Additionally, there are certain sounds that go with certain characters, at least in Quayle’s mind, but they may not remain that way. “In Freak Show, Twisty The Clown had this warped, broken music box-type of circus sound that we used for a lot of his scenes,” says Quayle. “Once Twisty gets taken away, Dandy Mott, the rich psycho takes over, so now the theme starts to apply to him. The editors are noticing when something I’ve written for a particular character works really well for them, and it will keep getting used over and over for that character. But that doesn’t mean they won’t use it somewhere else. I’ve definitely thought, ‘Whoa, that’s an interesting way to use that theme; I wouldn’t have thought to use it for this character, but it works great.’”

Both scores are created in the box with Logic Pro X 10.2.2 as Quayle’s main workhorse. Pro Tools runs on a second machine, where he runs his video and syncs it with Logic. Freak Show’s sounds are primarily drawn from string sample libraries. An accomplished pianist, Quayle also used Imperfect Samples’ piano library and recorded live cello and harmonium for sound sources.

“So many pianos are perfect, clean, every note is exactly right, they sound beautiful and great,” says Quayle. “[Imperfect Samples] is not that. The samples are of a Steinway & Sons, but have little noises, creaking that you would hear if you were recording a real piano. I found that to be pretty useful. This ’50s sci-fi strings sound was a library that sounds like a current-day string section, but with the processing, I like to think I took it back to the ’50s. I came up with this string line, ran it through a guitar amp, plug-ins, then doubled it with a sample of a synth that sounds like a theremin.”

Some of Quayle’s go-to plug-ins are for reverb: Eventide Blackhole Native for its big sound and shimmer and Lexicon PCM Native Random Hall for less shimmer; delays and filters from Soundtoys; and distortion and filtering from Ohm Force Ohmicide, which mangles sounds into something really interesting. Says Quayle, “On Hotel, what might sound like a heartbeat is a low kick drum sound that rather than pulling up a sample, I did with a synth with reverb and delay.”

One way Quayle stops himself from repeating sounds from season to season is by buying new instruments. For Hotel he went with U-He’s Zebra and Diva—which ended up in every cue—plus Rob Papen Predator and Blue II virtual synths. Native Instruments Kontakt synth libraries came in handy, as did Output Signal, which runs in Kontakt.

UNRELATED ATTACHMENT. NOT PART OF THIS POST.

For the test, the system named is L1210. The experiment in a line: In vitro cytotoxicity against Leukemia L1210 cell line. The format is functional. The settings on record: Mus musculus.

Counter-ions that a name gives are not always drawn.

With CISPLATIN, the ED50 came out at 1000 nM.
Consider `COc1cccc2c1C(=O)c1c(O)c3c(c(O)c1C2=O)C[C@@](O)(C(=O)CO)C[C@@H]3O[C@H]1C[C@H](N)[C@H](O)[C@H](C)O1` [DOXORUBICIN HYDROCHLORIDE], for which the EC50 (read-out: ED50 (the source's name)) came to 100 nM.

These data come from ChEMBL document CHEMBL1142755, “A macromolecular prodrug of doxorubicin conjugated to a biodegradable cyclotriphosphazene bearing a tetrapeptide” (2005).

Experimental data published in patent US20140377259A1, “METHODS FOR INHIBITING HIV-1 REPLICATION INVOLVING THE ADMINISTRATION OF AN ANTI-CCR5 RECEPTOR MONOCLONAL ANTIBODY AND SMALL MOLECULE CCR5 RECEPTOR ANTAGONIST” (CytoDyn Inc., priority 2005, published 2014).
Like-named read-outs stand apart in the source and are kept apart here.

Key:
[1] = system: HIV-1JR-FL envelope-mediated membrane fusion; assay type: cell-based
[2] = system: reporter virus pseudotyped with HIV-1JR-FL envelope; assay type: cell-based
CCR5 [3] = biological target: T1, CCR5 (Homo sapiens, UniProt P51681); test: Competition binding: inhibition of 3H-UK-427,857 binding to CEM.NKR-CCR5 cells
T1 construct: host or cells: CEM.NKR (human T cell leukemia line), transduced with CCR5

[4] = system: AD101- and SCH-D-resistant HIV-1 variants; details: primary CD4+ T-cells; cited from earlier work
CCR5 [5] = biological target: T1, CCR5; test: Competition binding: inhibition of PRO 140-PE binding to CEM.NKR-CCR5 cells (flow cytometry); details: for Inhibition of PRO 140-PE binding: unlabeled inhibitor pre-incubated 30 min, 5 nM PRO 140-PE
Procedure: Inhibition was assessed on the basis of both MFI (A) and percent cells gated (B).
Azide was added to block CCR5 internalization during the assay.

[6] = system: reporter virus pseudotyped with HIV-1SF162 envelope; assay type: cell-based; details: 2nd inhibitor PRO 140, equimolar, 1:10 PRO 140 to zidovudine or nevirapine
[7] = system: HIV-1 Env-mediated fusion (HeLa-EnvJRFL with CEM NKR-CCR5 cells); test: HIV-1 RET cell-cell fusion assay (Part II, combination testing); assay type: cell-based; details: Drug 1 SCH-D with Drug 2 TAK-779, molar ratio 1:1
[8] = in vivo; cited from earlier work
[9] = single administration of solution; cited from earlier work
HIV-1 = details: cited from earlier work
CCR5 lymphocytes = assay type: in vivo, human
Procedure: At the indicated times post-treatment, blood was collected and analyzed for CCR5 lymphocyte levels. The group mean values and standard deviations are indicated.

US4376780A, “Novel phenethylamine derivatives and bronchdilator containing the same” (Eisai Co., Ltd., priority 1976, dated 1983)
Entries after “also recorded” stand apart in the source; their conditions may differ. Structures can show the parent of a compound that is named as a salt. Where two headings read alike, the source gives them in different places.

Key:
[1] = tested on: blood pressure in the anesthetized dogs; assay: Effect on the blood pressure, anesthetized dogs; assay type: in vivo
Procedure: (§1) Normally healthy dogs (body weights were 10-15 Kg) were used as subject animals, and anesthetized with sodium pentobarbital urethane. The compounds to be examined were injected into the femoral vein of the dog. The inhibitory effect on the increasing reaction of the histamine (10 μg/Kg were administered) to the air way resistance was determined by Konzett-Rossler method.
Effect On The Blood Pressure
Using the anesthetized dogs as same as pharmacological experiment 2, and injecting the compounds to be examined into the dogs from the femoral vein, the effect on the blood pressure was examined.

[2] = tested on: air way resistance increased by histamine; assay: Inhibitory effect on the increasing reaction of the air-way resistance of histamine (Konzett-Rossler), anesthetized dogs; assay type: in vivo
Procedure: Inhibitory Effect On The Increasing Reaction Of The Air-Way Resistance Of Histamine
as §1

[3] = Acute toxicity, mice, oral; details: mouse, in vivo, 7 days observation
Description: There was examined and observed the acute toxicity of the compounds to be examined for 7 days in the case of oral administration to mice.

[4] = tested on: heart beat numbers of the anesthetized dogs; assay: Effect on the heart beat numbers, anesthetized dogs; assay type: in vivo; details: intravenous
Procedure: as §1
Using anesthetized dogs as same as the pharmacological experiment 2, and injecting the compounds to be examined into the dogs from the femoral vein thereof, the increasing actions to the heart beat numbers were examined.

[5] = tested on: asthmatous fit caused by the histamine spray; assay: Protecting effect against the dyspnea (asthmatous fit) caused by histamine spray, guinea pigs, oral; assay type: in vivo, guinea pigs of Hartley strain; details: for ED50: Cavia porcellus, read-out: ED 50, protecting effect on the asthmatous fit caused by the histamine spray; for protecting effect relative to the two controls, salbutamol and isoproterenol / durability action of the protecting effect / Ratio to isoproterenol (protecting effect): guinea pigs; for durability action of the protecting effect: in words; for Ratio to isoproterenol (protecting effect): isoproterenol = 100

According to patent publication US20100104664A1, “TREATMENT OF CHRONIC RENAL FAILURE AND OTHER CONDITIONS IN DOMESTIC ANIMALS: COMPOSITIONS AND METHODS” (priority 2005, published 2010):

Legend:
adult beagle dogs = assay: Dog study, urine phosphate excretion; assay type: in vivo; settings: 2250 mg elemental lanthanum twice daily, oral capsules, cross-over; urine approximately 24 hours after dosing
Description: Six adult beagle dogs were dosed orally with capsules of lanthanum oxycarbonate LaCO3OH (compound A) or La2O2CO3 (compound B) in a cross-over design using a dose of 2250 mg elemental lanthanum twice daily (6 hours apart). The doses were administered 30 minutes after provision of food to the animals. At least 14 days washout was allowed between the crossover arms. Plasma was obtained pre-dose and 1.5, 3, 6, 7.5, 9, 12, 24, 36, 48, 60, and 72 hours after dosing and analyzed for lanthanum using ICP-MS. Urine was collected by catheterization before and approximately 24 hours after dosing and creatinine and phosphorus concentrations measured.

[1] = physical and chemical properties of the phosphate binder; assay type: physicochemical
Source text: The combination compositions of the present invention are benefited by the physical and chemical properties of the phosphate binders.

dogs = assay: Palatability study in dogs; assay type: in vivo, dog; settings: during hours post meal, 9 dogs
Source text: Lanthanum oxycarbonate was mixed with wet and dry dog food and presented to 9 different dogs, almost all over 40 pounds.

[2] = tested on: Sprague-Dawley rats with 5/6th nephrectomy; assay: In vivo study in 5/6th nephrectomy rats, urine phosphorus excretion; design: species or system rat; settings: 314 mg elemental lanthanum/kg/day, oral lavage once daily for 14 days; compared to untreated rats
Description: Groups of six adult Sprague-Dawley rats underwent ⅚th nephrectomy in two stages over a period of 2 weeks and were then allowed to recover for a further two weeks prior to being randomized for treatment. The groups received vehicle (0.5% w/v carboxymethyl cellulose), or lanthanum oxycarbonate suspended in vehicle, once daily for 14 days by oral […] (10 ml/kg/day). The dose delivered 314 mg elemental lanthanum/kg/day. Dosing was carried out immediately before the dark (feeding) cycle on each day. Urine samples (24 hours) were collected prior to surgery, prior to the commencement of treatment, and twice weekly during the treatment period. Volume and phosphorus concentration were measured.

“My process on all shows is I start with nothing,” says Quayle, who keeps track of his workflow using Google Drive’s Sheets. “The template starts to build as I’m finding my sounds. I come up with a few sounds, start writing, find a few more, write, and I’ve written a cue. Say I’ve got nine sounds, that’s the beginning of the template, which I put into categories like pads and strings, synths, effects, Arps. When I write the next cue, I save a copy. I’ve got those nine sounds, and maybe a couple of them are going to work for this cue, which I can pick from the categories. Now I need some more sounds, and by the end of that cue I’ve got 15 sounds. I’ll open a cue from before if I want that exact collection of sounds and start from there. But cue number three could have sounds that cue number four doesn’t have. At the end of each episode, I organize everything into an official template that has all the sounds I used up until that point in the season. By the end of the season with Hotel, I had 60 or 70 sounds. Having all those sounds sitting there makes it quick.”

With the steep learning curve Quayle has had with deadlines and pressure, quick is of the essence. The aforementioned Google Sheets keep him in check—although they’ve been known to also be a source of procrastination as Quayle adds start and stop times, lengths and moves cues from “under construction” to “delivered” to “under revision” to the last stage of “mixed.” And then does it all over again.